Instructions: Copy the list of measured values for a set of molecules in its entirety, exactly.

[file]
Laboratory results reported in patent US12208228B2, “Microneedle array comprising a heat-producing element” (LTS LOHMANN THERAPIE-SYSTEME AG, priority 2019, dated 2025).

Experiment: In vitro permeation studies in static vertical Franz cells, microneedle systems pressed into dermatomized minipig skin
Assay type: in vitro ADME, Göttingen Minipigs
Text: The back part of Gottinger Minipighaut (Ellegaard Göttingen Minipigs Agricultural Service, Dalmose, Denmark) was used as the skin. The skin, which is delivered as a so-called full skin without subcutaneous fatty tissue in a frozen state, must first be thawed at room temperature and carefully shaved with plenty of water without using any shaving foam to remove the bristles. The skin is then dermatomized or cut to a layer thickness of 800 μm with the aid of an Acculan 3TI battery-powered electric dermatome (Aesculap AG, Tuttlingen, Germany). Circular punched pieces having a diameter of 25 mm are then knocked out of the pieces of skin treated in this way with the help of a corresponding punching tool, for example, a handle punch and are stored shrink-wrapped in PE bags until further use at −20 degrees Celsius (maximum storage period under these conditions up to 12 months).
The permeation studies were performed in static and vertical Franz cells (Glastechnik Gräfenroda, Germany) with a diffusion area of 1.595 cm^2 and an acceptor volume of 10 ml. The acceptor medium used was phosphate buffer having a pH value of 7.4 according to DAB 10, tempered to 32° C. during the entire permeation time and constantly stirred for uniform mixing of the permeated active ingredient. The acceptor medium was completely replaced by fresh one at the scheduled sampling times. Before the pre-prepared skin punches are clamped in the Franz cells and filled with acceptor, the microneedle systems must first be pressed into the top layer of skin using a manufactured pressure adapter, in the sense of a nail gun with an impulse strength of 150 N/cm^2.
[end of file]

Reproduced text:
Laboratory results reported in patent US12208228B2, “Microneedle array comprising a heat-producing element” (LTS LOHMANN THERAPIE-SYSTEME AG, priority 2019, dated 2025).

Experiment: In vitro permeation studies in static vertical Franz cells, microneedle systems pressed into dermatomized minipig skin
Assay type: in vitro ADME, Göttingen Minipigs
Text: The back part of Gottinger Minipighaut (Ellegaard Göttingen Minipigs Agricultural Service, Dalmose, Denmark) was used as the skin. The skin, which is delivered as a so-called full skin without subcutaneous fatty tissue in a frozen state, must first be thawed at room temperature and carefully shaved with plenty of water without using any shaving foam to remove the bristles. The skin is then dermatomized or cut to a layer thickness of 800 μm with the aid of an Acculan 3TI battery-powered electric dermatome (Aesculap AG, Tuttlingen, Germany). Circular punched pieces having a diameter of 25 mm are then knocked out of the pieces of skin treated in this way with the help of a corresponding punching tool, for example, a handle punch and are stored shrink-wrapped in PE bags until further use at −20 degrees Celsius (maximum storage period under these conditions up to 12 months).
The permeation studies were performed in static and vertical Franz cells (Glastechnik Gräfenroda, Germany) with a diffusion area of 1.595 cm^2 and an acceptor volume of 10 ml. The acceptor medium used was phosphate buffer having a pH value of 7.4 according to DAB 10, tempered to 32° C. during the entire permeation time and constantly stirred for uniform mixing of the permeated active ingredient. The acceptor medium was completely replaced by fresh one at the scheduled sampling times. Before the pre-prepared skin punches are clamped in the Franz cells and filled with acceptor, the microneedle systems must first be pressed into the top layer of skin using a manufactured pressure adapter, in the sense of a nail gun with an impulse strength of 150 N/cm^2.